How Much Raw Food Should I Feed My Dog? and More Raw FAQs

Food & Nutrition | Dog

Despite its rise in popularity, many pet owners are still unsure and misinformed about raw dog food diets. How much raw food should you feed your dog? Is raw dog food safe? What’s the big deal with raw pet food?

There is little regulation in Canada and varying philosophies that make it difficult for pet owners to find the answers to their burning dog food queries. This Q&A round-up will help bring some clarity to the world of raw pet food and give you the tools and confidence to make an informed decision about your pet’s food.

Frequently Asked Raw Dog Food Questions


1. What is raw dog food?

I think we all understand the core concept here: uncooked or raw food. However, it’s more than just raw ingredients. It’s the idea of feeding your pet the way their ancestors ate. The way that they are anatomically designed to eat.

Domesticated or not, dogs and cats are riddled with carnivore traits. From teeth to tail, they are built for digesting animal flesh.

It’s a common misunderstanding that raw food is only meat. Of course, that’s a large part of it, but a raw dog food diet must contain all of their essential nutrients, so muscle meat, organs, bones, and even a little vegetation may be required to help them thrive.

You can’t simply feed your dog a raw steak and call it a day. You have to ensure that the diet is nutritionally balanced or you can cause lifelong problems from deficiencies or malnutrition.


2. How much raw food should I feed my dog?

This is the most common question asked about raw dog food. The answer has many variables, so I’ll keep the answer as simple and concise as possible.

The basic formula for feeding raw dog food is to feed a percentage of their body weight. That percentage depends on factors like age, health, and activity level.

Here’s a quick reference chart so you can get an idea of how much you’ll be feeding your dog:

Life Stage Daily Feeding % of Body Weight* Suggested Meals Per Day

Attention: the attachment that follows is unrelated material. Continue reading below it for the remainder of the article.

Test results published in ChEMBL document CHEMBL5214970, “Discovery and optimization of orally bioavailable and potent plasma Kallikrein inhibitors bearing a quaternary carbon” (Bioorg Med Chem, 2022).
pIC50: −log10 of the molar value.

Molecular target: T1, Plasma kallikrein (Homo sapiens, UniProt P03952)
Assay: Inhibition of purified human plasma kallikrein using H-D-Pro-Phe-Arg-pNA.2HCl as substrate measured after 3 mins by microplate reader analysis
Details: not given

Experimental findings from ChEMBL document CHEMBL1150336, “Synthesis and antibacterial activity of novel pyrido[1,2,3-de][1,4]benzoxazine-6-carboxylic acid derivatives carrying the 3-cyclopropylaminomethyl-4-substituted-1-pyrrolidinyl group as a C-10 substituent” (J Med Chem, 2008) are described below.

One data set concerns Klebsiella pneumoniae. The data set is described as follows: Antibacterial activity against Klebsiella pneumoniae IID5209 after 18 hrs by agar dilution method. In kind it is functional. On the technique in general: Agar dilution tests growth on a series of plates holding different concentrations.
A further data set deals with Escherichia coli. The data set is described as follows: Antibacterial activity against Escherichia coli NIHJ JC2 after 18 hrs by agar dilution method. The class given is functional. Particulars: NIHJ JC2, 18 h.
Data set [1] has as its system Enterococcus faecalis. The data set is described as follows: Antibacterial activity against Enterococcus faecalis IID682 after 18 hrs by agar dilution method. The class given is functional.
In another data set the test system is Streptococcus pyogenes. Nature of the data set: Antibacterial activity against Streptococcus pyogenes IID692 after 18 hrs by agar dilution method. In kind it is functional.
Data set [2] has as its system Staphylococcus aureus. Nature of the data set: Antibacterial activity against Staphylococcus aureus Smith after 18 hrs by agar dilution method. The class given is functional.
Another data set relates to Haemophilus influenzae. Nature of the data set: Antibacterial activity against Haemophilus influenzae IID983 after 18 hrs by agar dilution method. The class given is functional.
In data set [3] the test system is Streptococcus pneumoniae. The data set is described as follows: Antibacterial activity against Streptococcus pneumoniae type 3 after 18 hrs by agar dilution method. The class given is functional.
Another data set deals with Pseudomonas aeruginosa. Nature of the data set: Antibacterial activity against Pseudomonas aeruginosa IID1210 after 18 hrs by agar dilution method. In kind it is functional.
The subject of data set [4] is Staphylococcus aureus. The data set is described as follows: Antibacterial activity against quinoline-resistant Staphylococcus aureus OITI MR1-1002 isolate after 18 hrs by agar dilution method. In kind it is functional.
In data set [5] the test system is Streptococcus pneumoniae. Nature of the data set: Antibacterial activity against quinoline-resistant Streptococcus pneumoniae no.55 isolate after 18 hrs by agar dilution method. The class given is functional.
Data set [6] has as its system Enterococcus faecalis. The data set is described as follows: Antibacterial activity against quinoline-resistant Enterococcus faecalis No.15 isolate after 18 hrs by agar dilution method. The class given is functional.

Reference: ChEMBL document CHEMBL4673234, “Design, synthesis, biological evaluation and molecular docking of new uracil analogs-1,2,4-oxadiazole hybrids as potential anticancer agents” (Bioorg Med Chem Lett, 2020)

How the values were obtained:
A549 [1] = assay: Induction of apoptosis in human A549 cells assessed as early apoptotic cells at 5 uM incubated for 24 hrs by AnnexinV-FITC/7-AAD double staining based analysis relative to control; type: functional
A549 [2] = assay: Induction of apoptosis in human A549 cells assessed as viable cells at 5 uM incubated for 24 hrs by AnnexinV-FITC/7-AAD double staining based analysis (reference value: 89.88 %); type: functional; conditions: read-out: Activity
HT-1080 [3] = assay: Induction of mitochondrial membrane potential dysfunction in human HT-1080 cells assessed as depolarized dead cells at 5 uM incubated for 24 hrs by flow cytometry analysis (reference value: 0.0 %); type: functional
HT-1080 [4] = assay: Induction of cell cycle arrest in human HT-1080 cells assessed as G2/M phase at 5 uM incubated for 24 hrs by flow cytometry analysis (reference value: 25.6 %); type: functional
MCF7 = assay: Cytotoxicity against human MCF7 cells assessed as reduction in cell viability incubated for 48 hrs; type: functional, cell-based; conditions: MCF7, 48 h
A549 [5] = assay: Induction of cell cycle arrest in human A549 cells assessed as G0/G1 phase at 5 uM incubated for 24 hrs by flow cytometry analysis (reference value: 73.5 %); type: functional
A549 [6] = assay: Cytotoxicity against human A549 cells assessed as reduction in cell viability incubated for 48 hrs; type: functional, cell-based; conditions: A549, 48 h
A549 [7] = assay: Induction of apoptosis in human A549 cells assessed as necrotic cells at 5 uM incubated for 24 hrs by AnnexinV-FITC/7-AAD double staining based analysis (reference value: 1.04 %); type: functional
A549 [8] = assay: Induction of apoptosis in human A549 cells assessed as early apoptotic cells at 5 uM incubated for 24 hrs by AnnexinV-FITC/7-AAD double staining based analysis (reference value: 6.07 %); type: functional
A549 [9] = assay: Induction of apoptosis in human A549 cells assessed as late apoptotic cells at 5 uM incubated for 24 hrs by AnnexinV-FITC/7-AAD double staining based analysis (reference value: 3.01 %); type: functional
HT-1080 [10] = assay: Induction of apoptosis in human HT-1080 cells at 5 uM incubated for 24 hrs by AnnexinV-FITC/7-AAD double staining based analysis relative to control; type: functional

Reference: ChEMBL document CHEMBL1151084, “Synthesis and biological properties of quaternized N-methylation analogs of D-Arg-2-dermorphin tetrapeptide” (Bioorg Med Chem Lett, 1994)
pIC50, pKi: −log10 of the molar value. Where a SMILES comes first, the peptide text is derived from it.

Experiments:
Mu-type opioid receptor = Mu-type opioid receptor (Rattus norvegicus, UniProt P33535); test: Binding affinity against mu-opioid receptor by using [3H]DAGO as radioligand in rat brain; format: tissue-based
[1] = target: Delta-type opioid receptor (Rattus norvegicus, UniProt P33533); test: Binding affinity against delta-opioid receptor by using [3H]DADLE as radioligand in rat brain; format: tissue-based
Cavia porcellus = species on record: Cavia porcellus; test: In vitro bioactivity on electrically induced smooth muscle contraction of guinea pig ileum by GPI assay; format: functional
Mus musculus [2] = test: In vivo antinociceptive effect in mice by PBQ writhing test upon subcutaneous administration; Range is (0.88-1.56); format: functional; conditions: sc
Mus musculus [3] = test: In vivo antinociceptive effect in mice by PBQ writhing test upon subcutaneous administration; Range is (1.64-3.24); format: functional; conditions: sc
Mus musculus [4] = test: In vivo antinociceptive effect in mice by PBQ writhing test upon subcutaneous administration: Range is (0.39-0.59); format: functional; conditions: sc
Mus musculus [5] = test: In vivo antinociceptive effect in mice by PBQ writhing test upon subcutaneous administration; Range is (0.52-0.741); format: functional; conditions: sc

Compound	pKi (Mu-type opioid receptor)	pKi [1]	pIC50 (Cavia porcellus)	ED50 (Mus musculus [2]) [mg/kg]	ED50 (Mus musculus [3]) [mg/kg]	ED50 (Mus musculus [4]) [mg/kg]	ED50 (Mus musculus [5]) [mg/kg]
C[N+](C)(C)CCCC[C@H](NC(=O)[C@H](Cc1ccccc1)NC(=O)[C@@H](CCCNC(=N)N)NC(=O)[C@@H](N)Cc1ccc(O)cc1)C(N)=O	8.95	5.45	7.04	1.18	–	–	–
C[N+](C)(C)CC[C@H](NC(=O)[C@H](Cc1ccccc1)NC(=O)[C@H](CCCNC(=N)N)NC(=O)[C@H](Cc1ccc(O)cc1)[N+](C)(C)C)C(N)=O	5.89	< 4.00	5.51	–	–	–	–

Puppy 2-4 months 5-6%* 4-5
Puppy 4-8 months 4-5%* 3
Puppy 8+ months 3-4%* 2
Adult Low Activity 2% 2
Adult Moderate Activity 2.5% 2
Adult High Activity 3% 2
Adult Working Dogs 4% (less on off days) 2
Adult Weight Loss 2% of target weight 2
Adult Weight Gain 2.5% of target weight 2
Pregnant 3% 3
Lactating 4-6% 5+
Senior Same as the adult guidelines, based on activity level
*Larger breed puppies need fewer calories than smaller breeds, so stick to the low end of these guidelines for dogs that will be over 60 lbs when full grown. 

Multiply their weight by the appropriate percentage to get the daily feeding guideline in pounds.


2.5% modifier x 40 lbs

.025 x 40 = 1 lb (16 oz)

If you are feeding two meals per day, then you would split that daily total in half for each serving, which is ½ lb or 8 oz per serving.

Seems pretty simple right? Well, that’s not quite the whole story. There are a few more factors that may influence your dog’s feeding requirements. Things like breed and metabolism can be a factor as well.

Small breed dogs typically burn calories quicker than large breeds. The calorie-dense nature of raw diets is ideal for their metabolism, but small breeds are also prone to weight problems. This is because they are often indoor dogs, and don’t always participate in the same physical activities as larger dogs.

They may walk the line between lazy couch potato and running around like a mad man. Splitting the difference, you can put them in the average activity category, but that may not suit their changing daily routines.

Days with increased activity like a play date, a hike, or even a stressful experience, that 2.5% modifier might leave them with less energy than their bodies need for their increased activity.

On the flip side, a rainy day of lounging around the house may warrant fewer calories to prevent weight gain. You may need to adjust serving sizes on the fly, small adjustments of course, to accommodate their day-to-day activities.


3. What is the Best Raw Dog Food?

This question is asked of all food formats, and the answer is pretty much the same for all. It depends on your dog’s needs. There isn’t one food that is the best for every pet.

There are many different styles, formats, and brands of raw food, like freeze-dried, frozen, or even homemade. Each one needs to be nutritionally complete for a typical dog, but ‘typical’ isn’t what it used to be.

Changes to lifestyle, cross-breeding, and a rise in allergies and digestive issues can affect the type of food and nutrients required to suit each unique pet. You know your dog best, and you also know what you are looking for in a dog food, so find the food that works best for both of you.